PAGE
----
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Farmer says Hoosier harvest may not be as bad as predicted

Midwest farmers have been in the fields for harvest for roughly a month and they’re starting to see how bad this season could end up being for them.

Posted: Oct 17, 2019 5:24 PM

CORY, Ind. (WTHI) – Midwest farmers have been in the fields for harvest for roughly a month and they’re starting to see how bad this season could end up being for them.

Last month, experts said this year’s harvest could be the worst since the 2012 drought. One Wabash Valley farmer says that prediction was off.

LINK HOOSIER HARVEST COULD BE WORST SINCE 2012 DROUGHT

Dwight Ludwig grows corn and soybeans in Cory, Indiana. We caught up with Ludwig as he was starting to harvest last month. At that time, he was unsure of what he would find in his fields after a difficult planting season. Now he has a better idea.

“Not even anywhere close to as bad as 2012."

Ludwig says he has found some problem areas but he was pleasantly surprised.

"In those low lying fields, the river bottoms and creek bottoms. There's definitely places where you can see where the water was out and either completely drowned out the crop or just thinned it out quite a bit so we're definitely seeing those areas as we harvest. When we're in the upland areas, it wasn't hurt near as bad."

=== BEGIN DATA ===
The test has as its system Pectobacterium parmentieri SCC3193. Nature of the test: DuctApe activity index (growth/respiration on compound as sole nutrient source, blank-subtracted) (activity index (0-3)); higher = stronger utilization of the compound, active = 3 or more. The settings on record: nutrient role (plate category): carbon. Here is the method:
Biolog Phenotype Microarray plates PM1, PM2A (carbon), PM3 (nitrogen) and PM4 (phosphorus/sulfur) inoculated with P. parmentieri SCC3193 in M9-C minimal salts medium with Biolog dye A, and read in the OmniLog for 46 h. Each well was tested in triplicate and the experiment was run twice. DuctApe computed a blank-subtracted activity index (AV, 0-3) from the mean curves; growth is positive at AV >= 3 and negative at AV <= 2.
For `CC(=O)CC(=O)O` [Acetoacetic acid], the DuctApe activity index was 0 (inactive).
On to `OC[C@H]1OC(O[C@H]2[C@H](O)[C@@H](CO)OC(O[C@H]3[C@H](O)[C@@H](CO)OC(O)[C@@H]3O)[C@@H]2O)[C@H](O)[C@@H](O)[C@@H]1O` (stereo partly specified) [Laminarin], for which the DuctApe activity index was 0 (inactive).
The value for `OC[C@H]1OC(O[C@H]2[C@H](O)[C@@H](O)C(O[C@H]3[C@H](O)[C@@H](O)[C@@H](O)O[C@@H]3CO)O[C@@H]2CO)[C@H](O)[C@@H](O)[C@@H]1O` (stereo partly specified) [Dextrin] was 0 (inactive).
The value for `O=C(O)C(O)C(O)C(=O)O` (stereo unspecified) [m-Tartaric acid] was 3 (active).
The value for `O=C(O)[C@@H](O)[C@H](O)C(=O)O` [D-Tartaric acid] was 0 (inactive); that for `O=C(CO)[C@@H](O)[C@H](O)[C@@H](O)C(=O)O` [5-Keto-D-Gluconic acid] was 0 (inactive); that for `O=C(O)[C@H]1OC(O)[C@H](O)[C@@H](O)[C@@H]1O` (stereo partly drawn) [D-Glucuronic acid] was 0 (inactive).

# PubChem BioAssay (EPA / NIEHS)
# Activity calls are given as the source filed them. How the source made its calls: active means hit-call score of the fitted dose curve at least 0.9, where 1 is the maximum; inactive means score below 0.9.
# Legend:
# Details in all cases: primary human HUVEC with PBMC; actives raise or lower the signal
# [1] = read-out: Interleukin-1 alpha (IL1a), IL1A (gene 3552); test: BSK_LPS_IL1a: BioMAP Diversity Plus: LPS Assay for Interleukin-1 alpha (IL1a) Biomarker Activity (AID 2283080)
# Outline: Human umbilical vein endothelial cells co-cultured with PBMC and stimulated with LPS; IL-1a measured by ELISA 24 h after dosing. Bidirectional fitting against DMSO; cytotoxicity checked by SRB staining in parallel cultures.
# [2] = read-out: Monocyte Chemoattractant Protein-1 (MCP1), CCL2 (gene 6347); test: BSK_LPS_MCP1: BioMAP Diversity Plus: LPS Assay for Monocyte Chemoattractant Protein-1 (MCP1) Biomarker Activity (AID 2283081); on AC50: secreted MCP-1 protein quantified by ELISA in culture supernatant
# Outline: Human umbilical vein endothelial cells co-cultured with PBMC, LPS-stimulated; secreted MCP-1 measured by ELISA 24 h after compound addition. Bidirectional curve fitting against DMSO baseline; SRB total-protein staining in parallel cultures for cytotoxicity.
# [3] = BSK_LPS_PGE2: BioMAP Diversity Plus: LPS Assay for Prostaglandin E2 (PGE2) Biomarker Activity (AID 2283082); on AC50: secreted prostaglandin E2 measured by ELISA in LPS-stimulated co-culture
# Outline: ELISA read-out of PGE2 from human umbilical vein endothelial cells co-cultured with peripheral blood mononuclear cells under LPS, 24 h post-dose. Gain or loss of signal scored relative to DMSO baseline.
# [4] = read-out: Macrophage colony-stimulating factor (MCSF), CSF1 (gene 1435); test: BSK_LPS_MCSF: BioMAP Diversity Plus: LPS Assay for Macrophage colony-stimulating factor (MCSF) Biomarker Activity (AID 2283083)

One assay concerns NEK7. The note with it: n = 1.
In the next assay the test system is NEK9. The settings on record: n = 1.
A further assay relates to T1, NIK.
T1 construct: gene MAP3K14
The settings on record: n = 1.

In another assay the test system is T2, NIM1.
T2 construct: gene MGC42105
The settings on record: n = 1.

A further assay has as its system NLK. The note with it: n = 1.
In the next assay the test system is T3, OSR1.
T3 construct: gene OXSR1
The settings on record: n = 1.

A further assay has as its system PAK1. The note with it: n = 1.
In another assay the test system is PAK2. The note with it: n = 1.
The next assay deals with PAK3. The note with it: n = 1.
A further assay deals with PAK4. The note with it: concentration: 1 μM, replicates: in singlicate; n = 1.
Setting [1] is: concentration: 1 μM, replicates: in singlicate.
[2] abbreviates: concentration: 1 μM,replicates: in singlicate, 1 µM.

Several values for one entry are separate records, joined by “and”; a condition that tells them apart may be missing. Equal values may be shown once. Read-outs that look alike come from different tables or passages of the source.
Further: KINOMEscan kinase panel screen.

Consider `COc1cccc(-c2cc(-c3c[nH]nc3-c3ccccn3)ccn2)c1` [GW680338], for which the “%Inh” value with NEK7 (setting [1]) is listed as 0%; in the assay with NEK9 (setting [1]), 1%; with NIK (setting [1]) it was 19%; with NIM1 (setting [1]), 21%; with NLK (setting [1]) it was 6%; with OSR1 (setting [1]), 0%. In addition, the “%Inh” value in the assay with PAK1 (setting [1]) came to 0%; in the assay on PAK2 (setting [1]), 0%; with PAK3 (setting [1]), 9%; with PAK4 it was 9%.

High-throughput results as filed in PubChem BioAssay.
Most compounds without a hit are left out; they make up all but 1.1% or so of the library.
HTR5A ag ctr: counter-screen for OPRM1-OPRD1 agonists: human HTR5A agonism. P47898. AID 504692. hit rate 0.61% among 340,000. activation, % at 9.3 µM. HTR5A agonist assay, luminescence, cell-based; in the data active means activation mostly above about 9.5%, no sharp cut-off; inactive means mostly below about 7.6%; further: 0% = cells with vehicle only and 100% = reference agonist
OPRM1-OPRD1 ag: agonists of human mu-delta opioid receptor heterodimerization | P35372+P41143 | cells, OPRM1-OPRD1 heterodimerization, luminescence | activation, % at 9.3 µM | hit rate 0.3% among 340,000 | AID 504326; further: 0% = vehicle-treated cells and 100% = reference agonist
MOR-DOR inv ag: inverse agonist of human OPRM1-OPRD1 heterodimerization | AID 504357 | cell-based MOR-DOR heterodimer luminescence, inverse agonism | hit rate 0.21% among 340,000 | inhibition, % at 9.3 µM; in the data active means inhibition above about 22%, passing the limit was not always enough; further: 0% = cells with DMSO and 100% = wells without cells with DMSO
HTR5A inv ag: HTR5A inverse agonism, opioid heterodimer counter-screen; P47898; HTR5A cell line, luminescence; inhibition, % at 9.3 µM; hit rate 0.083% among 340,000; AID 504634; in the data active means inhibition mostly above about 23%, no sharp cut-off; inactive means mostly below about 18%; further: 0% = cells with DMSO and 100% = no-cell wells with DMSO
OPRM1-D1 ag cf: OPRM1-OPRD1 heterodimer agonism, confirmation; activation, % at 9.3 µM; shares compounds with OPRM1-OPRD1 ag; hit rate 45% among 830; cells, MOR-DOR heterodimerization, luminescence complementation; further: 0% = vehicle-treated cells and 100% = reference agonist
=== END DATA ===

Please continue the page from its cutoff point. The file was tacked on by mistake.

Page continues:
The delay in planting this spring and summer led to a harvest delay. According to the U.S. Department of Agriculture, 24% of Indiana corn has been harvested. 49% had already been harvested this time last year. The story is the same for soybeans. 30% has been harvested compared to 70% this time last year.

LINK BE PATIENT, SLOW DOWN FOR FARM EQUIPMENT THIS HARVEST SEASON

Ludwig says he is close to half done harvesting both his corn and soybean crops and he credits good weather. Areas to the north have been hit with rain this harvest season but skies in the Wabash Valley have stayed mostly clear.

"In this local area we've just really been blessed with some really good weather and have been able to get out there and get a lot of harvest done and things have been going really well so far."

Market prices have remained steady but Ludwig says production will still be down this year. He hopes that is reflected with a bump in prices. The average corn yield for Indiana a up a bushel from last month while soybeans are down a bushel.

Overall, Ludwig says his crops turned out better than expected.

"We do have some places where we had some issues but overall pretty happy with the year we've had and what I was expecting to see when we got here. It's not near as bad as we thought it might be."

Farmers in Illinois are also behind schedule. You can see the USDA crop progress report here.

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